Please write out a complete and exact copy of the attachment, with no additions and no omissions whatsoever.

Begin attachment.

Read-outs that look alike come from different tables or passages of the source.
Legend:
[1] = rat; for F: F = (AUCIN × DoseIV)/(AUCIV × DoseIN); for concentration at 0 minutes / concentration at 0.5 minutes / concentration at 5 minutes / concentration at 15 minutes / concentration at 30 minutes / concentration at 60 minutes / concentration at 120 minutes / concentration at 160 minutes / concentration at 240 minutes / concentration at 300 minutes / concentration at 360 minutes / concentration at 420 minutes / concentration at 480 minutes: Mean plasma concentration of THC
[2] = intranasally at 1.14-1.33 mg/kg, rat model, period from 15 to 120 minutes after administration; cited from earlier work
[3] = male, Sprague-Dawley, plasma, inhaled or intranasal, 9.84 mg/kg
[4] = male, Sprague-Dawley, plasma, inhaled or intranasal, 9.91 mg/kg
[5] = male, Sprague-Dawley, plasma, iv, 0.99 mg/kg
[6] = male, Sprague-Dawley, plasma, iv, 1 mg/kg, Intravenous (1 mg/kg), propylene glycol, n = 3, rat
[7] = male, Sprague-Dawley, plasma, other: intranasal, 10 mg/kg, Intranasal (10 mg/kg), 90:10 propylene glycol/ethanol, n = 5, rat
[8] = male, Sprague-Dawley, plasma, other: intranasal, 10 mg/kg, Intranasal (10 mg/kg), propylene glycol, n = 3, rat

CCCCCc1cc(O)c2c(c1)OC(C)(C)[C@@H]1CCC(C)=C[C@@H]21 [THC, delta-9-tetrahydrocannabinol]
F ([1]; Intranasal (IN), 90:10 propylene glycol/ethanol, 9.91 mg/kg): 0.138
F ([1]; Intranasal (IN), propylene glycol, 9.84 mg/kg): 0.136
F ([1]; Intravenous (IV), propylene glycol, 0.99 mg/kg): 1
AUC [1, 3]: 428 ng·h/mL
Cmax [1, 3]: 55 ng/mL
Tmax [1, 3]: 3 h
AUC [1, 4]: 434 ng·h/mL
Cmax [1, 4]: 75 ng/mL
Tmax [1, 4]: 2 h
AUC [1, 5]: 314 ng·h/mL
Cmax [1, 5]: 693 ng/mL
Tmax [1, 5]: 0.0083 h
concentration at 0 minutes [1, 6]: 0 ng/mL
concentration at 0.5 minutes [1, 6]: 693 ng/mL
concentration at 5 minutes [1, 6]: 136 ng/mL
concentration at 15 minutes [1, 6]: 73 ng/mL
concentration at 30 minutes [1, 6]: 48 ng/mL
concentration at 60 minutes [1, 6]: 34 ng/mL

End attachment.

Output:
Read-outs that look alike come from different tables or passages of the source.
Legend:
[1] = rat; for F: F = (AUCIN × DoseIV)/(AUCIV × DoseIN); for concentration at 0 minutes / concentration at 0.5 minutes / concentration at 5 minutes / concentration at 15 minutes / concentration at 30 minutes / concentration at 60 minutes / concentration at 120 minutes / concentration at 160 minutes / concentration at 240 minutes / concentration at 300 minutes / concentration at 360 minutes / concentration at 420 minutes / concentration at 480 minutes: Mean plasma concentration of THC
[2] = intranasally at 1.14-1.33 mg/kg, rat model, period from 15 to 120 minutes after administration; cited from earlier work
[3] = male, Sprague-Dawley, plasma, inhaled or intranasal, 9.84 mg/kg
[4] = male, Sprague-Dawley, plasma, inhaled or intranasal, 9.91 mg/kg
[5] = male, Sprague-Dawley, plasma, iv, 0.99 mg/kg
[6] = male, Sprague-Dawley, plasma, iv, 1 mg/kg, Intravenous (1 mg/kg), propylene glycol, n = 3, rat
[7] = male, Sprague-Dawley, plasma, other: intranasal, 10 mg/kg, Intranasal (10 mg/kg), 90:10 propylene glycol/ethanol, n = 5, rat
[8] = male, Sprague-Dawley, plasma, other: intranasal, 10 mg/kg, Intranasal (10 mg/kg), propylene glycol, n = 3, rat

CCCCCc1cc(O)c2c(c1)OC(C)(C)[C@@H]1CCC(C)=C[C@@H]21 [THC, delta-9-tetrahydrocannabinol]
F ([1]; Intranasal (IN), 90:10 propylene glycol/ethanol, 9.91 mg/kg): 0.138
F ([1]; Intranasal (IN), propylene glycol, 9.84 mg/kg): 0.136
F ([1]; Intravenous (IV), propylene glycol, 0.99 mg/kg): 1
AUC [1, 3]: 428 ng·h/mL
Cmax [1, 3]: 55 ng/mL
Tmax [1, 3]: 3 h
AUC [1, 4]: 434 ng·h/mL
Cmax [1, 4]: 75 ng/mL
Tmax [1, 4]: 2 h
AUC [1, 5]: 314 ng·h/mL
Cmax [1, 5]: 693 ng/mL
Tmax [1, 5]: 0.0083 h
concentration at 0 minutes [1, 6]: 0 ng/mL
concentration at 0.5 minutes [1, 6]: 693 ng/mL
concentration at 5 minutes [1, 6]: 136 ng/mL
concentration at 15 minutes [1, 6]: 73 ng/mL
concentration at 30 minutes [1, 6]: 48 ng/mL
concentration at 60 minutes [1, 6]: 34 ng/mL